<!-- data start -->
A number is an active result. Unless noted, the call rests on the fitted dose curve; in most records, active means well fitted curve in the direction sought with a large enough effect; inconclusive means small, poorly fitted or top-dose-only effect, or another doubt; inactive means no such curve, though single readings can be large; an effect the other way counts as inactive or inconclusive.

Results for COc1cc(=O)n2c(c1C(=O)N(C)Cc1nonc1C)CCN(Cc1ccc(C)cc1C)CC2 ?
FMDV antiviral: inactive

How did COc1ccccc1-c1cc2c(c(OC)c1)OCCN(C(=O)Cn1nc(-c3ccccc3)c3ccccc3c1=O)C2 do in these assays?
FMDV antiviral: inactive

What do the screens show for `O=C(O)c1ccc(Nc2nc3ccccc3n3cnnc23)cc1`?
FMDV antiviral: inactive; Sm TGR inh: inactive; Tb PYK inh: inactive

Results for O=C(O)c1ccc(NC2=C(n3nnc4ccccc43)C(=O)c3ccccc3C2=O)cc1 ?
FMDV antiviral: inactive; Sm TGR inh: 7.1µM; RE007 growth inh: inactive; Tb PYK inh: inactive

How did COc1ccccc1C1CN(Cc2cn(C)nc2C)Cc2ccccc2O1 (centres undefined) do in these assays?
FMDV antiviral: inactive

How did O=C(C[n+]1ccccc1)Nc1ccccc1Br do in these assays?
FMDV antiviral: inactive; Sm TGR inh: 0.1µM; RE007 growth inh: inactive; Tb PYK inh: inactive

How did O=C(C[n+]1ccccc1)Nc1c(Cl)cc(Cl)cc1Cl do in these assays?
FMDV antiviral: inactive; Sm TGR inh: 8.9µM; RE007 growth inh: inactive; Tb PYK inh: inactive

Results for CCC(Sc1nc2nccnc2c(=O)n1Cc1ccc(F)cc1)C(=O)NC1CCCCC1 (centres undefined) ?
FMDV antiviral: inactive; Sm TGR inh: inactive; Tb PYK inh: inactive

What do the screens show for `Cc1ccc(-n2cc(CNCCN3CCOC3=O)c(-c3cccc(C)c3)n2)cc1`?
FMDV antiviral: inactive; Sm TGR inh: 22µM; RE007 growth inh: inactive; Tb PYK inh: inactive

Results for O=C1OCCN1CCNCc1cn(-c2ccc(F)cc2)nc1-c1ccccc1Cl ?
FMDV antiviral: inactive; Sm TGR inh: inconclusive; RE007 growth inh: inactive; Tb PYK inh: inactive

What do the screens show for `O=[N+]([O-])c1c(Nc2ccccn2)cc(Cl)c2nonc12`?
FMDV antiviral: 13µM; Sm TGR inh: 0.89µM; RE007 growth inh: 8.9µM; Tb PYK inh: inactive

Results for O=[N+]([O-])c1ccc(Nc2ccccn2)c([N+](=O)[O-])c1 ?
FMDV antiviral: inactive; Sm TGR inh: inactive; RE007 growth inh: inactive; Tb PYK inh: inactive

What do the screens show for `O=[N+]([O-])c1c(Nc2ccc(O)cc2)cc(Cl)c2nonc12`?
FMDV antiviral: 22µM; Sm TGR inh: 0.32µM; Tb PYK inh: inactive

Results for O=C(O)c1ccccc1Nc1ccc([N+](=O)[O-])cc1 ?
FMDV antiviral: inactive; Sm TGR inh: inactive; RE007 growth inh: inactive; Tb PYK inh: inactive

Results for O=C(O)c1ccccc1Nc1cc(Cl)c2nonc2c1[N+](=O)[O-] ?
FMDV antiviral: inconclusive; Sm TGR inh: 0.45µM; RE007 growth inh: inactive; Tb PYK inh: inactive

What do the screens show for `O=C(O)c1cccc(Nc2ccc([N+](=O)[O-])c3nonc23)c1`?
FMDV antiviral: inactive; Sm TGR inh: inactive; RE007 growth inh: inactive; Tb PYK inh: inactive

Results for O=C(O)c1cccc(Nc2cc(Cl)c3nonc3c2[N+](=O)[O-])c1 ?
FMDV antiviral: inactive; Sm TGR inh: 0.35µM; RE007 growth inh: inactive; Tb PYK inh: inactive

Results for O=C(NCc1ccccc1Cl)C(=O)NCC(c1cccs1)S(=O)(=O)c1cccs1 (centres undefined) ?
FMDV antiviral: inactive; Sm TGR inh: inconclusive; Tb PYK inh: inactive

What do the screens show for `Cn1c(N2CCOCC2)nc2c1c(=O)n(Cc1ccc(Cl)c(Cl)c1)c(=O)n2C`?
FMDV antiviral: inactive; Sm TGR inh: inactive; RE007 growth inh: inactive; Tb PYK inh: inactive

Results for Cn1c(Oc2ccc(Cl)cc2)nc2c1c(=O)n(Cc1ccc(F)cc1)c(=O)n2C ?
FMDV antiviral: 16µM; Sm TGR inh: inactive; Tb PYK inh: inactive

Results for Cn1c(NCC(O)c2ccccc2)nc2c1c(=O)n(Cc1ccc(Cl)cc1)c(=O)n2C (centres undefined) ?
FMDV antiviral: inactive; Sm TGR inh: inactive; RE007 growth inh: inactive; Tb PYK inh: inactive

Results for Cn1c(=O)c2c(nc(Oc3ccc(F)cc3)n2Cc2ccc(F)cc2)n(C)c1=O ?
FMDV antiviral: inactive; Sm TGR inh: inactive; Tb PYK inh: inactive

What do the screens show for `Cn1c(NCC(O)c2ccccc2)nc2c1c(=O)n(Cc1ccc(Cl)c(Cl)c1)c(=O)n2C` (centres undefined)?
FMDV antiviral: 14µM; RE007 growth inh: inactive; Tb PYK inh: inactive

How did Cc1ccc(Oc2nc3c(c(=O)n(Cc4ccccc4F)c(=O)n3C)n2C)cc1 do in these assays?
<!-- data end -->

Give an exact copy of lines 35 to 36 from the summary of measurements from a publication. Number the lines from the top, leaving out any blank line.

FMDV antiviral: inactive; Sm TGR inh: 0.35µM; RE007 growth inh: inactive; Tb PYK inh: inactive

Results for O=C(NCc1ccccc1Cl)C(=O)NCC(c1cccs1)S(=O)(=O)c1cccs1 (centres undefined) ?